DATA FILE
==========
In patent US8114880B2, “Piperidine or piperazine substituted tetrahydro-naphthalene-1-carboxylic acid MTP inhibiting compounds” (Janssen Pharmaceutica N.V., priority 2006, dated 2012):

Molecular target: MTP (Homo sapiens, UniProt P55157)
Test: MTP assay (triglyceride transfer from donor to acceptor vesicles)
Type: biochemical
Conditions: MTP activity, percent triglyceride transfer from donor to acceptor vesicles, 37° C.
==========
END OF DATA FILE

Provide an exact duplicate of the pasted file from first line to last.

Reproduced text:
In patent US8114880B2, “Piperidine or piperazine substituted tetrahydro-naphthalene-1-carboxylic acid MTP inhibiting compounds” (Janssen Pharmaceutica N.V., priority 2006, dated 2012):

Molecular target: MTP (Homo sapiens, UniProt P55157)
Test: MTP assay (triglyceride transfer from donor to acceptor vesicles)
Type: biochemical
Conditions: MTP activity, percent triglyceride transfer from donor to acceptor vesicles, 37° C.